by Rep. Jason Sutton
OKLAHOMA CITY – Two additional criminal justice reform measures passed out of the House of Representatives today and are now heading to the governor’s desk for her consideration.
Senate Bill 649, by state Rep. Terry O’Donnell, would reduce enhanced sentences for certain repeat non-violent offenders. The bill would prohibit the use of previous convictions for possession of controlled to enhance sentences for subsequent convictions.
Senate Bill 689, also by Rep. O’Donnell, would allow offenders who have been sentenced to a life without parole for a non-violent crime to seek a sentence modification after serving 10 years of their sentence. The bill also allows courts to depart from sentencing some non-violent offenders to the mandatory minimum if the court determines the mandatory minimum is not necessary for the protection of the public. In addition, the bill creates risk and assessment tools to be used for sentencing and allows the court to use various intervention programs for domestic violence offenders.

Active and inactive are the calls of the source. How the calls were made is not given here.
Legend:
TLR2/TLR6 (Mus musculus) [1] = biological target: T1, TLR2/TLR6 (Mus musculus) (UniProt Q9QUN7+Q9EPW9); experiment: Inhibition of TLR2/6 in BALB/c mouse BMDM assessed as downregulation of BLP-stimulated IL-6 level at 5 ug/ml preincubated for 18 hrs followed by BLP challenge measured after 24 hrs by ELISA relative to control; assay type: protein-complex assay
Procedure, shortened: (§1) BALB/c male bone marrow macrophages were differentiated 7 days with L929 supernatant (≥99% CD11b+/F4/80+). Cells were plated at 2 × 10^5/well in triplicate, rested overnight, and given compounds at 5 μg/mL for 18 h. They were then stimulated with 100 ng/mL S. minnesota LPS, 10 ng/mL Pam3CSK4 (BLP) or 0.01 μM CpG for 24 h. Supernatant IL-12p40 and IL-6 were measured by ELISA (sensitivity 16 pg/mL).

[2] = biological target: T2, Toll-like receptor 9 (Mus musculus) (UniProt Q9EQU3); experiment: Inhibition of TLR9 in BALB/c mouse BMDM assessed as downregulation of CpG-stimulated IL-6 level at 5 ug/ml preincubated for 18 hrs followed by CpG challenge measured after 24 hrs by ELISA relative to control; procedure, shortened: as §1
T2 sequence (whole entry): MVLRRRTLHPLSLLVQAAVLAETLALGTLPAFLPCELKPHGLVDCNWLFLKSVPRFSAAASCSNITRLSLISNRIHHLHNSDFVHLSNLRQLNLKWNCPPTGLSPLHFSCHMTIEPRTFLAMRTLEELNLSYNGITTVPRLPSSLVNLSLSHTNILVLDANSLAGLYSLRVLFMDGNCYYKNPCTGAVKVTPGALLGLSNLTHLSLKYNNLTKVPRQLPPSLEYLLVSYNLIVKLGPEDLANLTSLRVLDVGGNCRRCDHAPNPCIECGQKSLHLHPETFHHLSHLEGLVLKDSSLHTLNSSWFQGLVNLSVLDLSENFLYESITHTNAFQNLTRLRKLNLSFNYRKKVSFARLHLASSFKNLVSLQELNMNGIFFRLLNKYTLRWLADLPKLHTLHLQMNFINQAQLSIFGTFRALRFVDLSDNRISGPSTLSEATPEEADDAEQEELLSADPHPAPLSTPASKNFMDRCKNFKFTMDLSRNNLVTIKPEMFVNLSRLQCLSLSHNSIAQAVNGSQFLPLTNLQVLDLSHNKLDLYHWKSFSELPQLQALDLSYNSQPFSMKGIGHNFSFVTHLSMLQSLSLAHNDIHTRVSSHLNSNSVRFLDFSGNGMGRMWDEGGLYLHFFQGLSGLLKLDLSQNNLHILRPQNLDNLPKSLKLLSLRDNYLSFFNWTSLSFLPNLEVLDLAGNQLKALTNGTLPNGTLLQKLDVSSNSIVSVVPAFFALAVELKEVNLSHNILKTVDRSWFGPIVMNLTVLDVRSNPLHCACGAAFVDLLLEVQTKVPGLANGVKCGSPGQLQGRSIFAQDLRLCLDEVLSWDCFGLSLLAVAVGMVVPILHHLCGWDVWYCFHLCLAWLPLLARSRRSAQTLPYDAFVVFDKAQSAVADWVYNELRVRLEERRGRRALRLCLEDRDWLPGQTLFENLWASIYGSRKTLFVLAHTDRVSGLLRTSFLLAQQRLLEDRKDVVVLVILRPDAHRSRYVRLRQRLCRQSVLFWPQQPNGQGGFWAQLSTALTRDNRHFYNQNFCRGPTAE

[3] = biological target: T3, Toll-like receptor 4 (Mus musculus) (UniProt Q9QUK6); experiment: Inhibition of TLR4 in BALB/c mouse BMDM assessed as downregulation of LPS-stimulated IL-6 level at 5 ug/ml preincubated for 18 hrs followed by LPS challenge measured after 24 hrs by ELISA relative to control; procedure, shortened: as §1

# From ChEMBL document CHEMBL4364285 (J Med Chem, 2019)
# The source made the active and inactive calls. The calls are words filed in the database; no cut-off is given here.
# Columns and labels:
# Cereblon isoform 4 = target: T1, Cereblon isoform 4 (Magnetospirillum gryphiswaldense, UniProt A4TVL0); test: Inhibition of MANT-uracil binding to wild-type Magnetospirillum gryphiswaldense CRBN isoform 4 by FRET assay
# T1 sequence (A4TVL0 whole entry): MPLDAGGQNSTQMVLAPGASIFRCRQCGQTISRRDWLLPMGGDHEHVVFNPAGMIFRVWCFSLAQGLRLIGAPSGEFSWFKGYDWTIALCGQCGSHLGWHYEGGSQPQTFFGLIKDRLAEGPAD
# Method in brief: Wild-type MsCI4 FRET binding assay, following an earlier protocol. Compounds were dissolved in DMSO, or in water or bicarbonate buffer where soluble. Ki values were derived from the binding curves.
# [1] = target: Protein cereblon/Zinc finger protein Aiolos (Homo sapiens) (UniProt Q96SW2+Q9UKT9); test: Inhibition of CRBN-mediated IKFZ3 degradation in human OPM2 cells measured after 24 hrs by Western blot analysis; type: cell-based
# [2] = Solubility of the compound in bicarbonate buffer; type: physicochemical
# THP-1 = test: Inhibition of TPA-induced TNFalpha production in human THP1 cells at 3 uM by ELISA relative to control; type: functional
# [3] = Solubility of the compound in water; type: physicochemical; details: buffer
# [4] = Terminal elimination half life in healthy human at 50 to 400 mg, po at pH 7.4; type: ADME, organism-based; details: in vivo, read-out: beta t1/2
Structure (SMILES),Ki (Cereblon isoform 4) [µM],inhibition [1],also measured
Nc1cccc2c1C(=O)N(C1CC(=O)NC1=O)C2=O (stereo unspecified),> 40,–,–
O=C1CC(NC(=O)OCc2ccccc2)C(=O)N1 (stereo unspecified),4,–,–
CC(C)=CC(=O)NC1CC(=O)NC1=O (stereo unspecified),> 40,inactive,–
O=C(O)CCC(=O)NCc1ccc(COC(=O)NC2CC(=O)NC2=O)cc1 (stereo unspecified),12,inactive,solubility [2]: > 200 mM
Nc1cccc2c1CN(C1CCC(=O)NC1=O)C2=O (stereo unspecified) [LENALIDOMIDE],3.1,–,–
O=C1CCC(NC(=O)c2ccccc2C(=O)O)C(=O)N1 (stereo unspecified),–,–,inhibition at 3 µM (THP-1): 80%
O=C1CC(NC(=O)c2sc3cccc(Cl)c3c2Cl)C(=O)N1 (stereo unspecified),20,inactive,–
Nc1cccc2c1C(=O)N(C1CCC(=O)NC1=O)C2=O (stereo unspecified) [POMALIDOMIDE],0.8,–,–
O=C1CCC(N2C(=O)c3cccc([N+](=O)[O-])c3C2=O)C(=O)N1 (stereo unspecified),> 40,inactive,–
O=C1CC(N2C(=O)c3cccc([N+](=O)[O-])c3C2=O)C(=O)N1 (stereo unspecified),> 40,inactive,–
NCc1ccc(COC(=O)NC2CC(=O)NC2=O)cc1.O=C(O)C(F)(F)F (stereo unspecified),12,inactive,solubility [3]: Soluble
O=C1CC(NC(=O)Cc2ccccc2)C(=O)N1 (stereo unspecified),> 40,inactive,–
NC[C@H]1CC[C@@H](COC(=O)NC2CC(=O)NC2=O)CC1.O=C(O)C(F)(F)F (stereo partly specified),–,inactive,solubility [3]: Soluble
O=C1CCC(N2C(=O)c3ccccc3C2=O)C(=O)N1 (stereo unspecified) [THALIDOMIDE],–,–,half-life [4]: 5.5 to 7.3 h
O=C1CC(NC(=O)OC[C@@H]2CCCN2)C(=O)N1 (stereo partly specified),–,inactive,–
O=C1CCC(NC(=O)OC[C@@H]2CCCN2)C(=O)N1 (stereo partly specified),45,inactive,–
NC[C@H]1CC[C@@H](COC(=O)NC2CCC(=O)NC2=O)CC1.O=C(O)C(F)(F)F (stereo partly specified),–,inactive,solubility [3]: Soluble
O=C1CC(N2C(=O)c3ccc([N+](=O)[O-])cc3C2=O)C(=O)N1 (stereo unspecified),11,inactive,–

“House Republicans are taking a new approach to criminal justice, one that is more efficient and more compassionate,” said O’Donnell, R-Catoosa. “We have to reduce costs to taxpayers and help non-violent offenders get the help they need so they can be productive citizens. These bills are part of an overall, long-term approach to slow the population growth in our prisons, which are already over capacity. If we can save money, we can direct more resources toward other priorities, such as education and healthcare.”
Senate Bill 649 passed by a vote of 84-9. Senate Bill 689 passed by a vote of 76-13. Both measures now move to the governor’s desk.